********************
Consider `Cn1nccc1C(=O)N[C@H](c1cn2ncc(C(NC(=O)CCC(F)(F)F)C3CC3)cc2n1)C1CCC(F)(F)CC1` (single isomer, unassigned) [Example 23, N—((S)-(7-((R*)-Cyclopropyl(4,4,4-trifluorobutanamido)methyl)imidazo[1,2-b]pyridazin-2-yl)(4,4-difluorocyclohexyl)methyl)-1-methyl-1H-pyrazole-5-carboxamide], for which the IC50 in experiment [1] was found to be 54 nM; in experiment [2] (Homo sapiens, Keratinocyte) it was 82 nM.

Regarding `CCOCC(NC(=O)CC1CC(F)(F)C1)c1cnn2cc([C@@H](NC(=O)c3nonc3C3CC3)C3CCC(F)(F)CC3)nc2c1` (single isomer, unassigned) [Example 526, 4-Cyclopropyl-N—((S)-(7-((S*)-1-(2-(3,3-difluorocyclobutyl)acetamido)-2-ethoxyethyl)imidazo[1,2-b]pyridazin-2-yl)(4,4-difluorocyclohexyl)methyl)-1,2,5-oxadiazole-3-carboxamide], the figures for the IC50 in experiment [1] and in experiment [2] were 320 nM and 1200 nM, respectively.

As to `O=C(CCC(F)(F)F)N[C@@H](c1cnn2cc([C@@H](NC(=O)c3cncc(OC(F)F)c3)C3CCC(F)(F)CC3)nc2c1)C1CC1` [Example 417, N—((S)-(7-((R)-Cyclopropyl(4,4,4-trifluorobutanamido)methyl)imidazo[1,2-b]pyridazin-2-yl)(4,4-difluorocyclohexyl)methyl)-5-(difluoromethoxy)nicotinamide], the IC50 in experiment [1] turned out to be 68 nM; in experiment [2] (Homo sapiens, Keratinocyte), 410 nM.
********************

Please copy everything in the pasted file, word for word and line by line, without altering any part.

Consider `Cn1nccc1C(=O)N[C@H](c1cn2ncc(C(NC(=O)CCC(F)(F)F)C3CC3)cc2n1)C1CCC(F)(F)CC1` (single isomer, unassigned) [Example 23, N—((S)-(7-((R*)-Cyclopropyl(4,4,4-trifluorobutanamido)methyl)imidazo[1,2-b]pyridazin-2-yl)(4,4-difluorocyclohexyl)methyl)-1-methyl-1H-pyrazole-5-carboxamide], for which the IC50 in experiment [1] was found to be 54 nM; in experiment [2] (Homo sapiens, Keratinocyte) it was 82 nM.

Regarding `CCOCC(NC(=O)CC1CC(F)(F)C1)c1cnn2cc([C@@H](NC(=O)c3nonc3C3CC3)C3CCC(F)(F)CC3)nc2c1` (single isomer, unassigned) [Example 526, 4-Cyclopropyl-N—((S)-(7-((S*)-1-(2-(3,3-difluorocyclobutyl)acetamido)-2-ethoxyethyl)imidazo[1,2-b]pyridazin-2-yl)(4,4-difluorocyclohexyl)methyl)-1,2,5-oxadiazole-3-carboxamide], the figures for the IC50 in experiment [1] and in experiment [2] were 320 nM and 1200 nM, respectively.

As to `O=C(CCC(F)(F)F)N[C@@H](c1cnn2cc([C@@H](NC(=O)c3cncc(OC(F)F)c3)C3CCC(F)(F)CC3)nc2c1)C1CC1` [Example 417, N—((S)-(7-((R)-Cyclopropyl(4,4,4-trifluorobutanamido)methyl)imidazo[1,2-b]pyridazin-2-yl)(4,4-difluorocyclohexyl)methyl)-5-(difluoromethoxy)nicotinamide], the IC50 in experiment [1] turned out to be 68 nM; in experiment [2] (Homo sapiens, Keratinocyte), 410 nM.